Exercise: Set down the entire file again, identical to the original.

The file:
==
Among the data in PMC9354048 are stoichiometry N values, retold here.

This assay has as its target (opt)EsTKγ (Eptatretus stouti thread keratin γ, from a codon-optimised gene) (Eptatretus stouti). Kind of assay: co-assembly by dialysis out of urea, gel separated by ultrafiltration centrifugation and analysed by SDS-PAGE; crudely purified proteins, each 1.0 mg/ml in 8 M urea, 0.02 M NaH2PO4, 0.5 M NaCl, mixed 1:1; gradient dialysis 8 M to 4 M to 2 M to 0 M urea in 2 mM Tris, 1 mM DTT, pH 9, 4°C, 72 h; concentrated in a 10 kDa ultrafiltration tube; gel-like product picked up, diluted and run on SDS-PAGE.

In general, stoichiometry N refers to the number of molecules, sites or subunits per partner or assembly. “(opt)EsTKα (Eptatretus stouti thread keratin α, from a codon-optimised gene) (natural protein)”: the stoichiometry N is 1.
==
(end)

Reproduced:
Among the data in PMC9354048 are stoichiometry N values, retold here.

This assay has as its target (opt)EsTKγ (Eptatretus stouti thread keratin γ, from a codon-optimised gene) (Eptatretus stouti). Kind of assay: co-assembly by dialysis out of urea, gel separated by ultrafiltration centrifugation and analysed by SDS-PAGE; crudely purified proteins, each 1.0 mg/ml in 8 M urea, 0.02 M NaH2PO4, 0.5 M NaCl, mixed 1:1; gradient dialysis 8 M to 4 M to 2 M to 0 M urea in 2 mM Tris, 1 mM DTT, pH 9, 4°C, 72 h; concentrated in a 10 kDa ultrafiltration tube; gel-like product picked up, diluted and run on SDS-PAGE.

In general, stoichiometry N refers to the number of molecules, sites or subunits per partner or assembly. “(opt)EsTKα (Eptatretus stouti thread keratin α, from a codon-optimised gene) (natural protein)”: the stoichiometry N is 1.